Upgrading basement windows installed with these features ensures enhanced efficiency and durability, improving your basement environment. 

6. Choosing the Wrong Basement Window Type for Your Location 

Consider your region when choosing basement windows. Opt for insulated Low-E glass in sunlit areas to reflect heat and protect fabrics from fading. Select water-resistant materials such as vinyl or fiberglass in high-humidity regions. In hurricane-prone zones, prioritize impact-resistant sash and glazing to withstand high winds, minimize damage, prevent water infiltration and mold growth

Choosing between double or triple-pane windows relies on your budget, priorities, and local climate. Double-pane windows offer insulation and soundproofing benefits, whereas triple-pane windows provide superior performance at a higher cost. 

Ensure your selection of basement windows aligns with the region’s climate and meets your lifestyle preferences for the best basement window installation. 

7. Forgoing Professional Basement Window Installation

Choosing a do-it-yourself window installation to reduce costs may not be a wise decision, as it can lead to substantial costs if not executed correctly. Professionals have the expertise to assess the area and the basement’s unique requirements for installation. For example, there are three window installation methods: Retrofit, which utilizes the existing frames; full-frame replacement, which installs entirely new components; and sealed unit replacement swaps the sealed unit rather than the entire window.

An expert can recommend the most appropriate window, components, and installation method for your space and implement them safely. Choosing professional basement window installation saves money, minimizes safety risks, and improves energy efficiency long-term.

Contact an expert for a free inspection before having basement windows installed. 

Schedule a Free Basement Inspection Today!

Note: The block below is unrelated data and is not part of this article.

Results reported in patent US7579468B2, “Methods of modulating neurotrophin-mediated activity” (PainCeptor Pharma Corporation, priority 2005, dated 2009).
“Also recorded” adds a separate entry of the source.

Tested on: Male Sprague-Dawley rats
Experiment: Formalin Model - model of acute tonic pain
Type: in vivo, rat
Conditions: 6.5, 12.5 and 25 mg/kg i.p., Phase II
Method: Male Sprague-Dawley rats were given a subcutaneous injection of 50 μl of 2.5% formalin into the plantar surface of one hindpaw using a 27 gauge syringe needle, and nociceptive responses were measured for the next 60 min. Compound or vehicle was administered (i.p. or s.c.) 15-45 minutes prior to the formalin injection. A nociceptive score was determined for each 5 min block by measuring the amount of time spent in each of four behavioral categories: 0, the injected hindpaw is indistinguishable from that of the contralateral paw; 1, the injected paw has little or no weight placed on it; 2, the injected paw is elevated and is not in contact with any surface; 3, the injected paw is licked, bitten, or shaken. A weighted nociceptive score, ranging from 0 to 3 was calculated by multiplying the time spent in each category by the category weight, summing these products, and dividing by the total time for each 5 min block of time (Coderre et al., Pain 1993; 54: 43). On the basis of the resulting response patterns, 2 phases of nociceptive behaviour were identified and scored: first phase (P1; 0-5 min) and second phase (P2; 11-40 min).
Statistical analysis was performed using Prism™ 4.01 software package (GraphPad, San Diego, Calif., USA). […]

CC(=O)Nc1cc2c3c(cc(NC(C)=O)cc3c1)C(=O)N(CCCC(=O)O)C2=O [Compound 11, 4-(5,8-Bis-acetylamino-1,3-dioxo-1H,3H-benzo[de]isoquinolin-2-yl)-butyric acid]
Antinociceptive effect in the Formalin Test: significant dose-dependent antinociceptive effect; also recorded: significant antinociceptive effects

Homeowners seeking to cut utility costs and enhance basement comfort may consider energy-efficient basement window installation. Upgrading windows offers enhanced natural light, improved ventilation, and a better overall aesthetic. However, installing them requires expert care to avoid common mistakes.

Groundworks offers free inspections to assess basement leaks, moisture, and damage, providing tailored waterproofing recommendations before installing basement windows. Contact us today to discover how improving your basement translates to enhancing your entire home. 


Basement windows aren’t like other windows in your house: you need to take extra care when installing them to avoid basement moisture problems and leaks, so we recommend getting it done by an expert.

Yes, egress window and window well installation provides a safe living area for an additional bedroom, home office, game room, or rental space. Installing an egress window can also increase the resale value of your home. 

Basement windows with inadequate sealing allow outside air into the basement, adversely impacting energy efficiency and causing potential increase in heating and cooling costs. Improper sealing can also lead to basement moisture issues, mold growth, and damage. Contact a basement expert if you observe signs of basement window issues.

Michael Wilcher

Michael Wilcher

Michael Wilcher is the Content Lead at Groundworks, helping us to answer all of our customers biggest questions about foundation repair, basement waterproofing, crawl space encapsulation, and concrete lifting. In his free time, Michael enjoys collecting vinyl records, watching Formula 1 Racing, and reading philosophy. He holds an MPhil from the University of Cambridge.